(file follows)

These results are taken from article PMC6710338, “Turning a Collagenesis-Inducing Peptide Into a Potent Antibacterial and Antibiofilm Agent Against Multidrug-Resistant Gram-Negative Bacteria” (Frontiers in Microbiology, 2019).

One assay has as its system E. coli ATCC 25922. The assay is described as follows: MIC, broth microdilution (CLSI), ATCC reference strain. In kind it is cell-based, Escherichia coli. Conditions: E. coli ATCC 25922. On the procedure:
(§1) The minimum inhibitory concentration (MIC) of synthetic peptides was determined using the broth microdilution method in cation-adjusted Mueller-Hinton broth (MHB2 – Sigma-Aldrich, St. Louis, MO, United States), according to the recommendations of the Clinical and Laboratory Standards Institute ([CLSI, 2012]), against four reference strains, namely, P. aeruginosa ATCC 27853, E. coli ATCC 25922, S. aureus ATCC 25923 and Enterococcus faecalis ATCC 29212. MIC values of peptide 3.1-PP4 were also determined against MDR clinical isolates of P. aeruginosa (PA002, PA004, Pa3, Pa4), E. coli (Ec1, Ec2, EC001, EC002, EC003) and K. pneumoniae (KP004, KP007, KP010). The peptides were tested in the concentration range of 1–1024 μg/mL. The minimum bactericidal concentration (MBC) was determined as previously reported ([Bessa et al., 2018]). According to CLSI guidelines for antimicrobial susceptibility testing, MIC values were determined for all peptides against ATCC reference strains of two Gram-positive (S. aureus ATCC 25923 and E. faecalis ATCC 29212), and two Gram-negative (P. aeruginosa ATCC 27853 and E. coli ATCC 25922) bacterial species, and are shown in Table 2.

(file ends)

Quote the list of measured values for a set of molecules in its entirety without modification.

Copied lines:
These results are taken from article PMC6710338, “Turning a Collagenesis-Inducing Peptide Into a Potent Antibacterial and Antibiofilm Agent Against Multidrug-Resistant Gram-Negative Bacteria” (Frontiers in Microbiology, 2019).

One assay has as its system E. coli ATCC 25922. The assay is described as follows: MIC, broth microdilution (CLSI), ATCC reference strain. In kind it is cell-based, Escherichia coli. Conditions: E. coli ATCC 25922. On the procedure:
(§1) The minimum inhibitory concentration (MIC) of synthetic peptides was determined using the broth microdilution method in cation-adjusted Mueller-Hinton broth (MHB2 – Sigma-Aldrich, St. Louis, MO, United States), according to the recommendations of the Clinical and Laboratory Standards Institute ([CLSI, 2012]), against four reference strains, namely, P. aeruginosa ATCC 27853, E. coli ATCC 25922, S. aureus ATCC 25923 and Enterococcus faecalis ATCC 29212. MIC values of peptide 3.1-PP4 were also determined against MDR clinical isolates of P. aeruginosa (PA002, PA004, Pa3, Pa4), E. coli (Ec1, Ec2, EC001, EC002, EC003) and K. pneumoniae (KP004, KP007, KP010). The peptides were tested in the concentration range of 1–1024 μg/mL. The minimum bactericidal concentration (MBC) was determined as previously reported ([Bessa et al., 2018]). According to CLSI guidelines for antimicrobial susceptibility testing, MIC values were determined for all peptides against ATCC reference strains of two Gram-positive (S. aureus ATCC 25923 and E. faecalis ATCC 29212), and two Gram-negative (P. aeruginosa ATCC 27853 and E. coli ATCC 25922) bacterial species, and are shown in Table 2.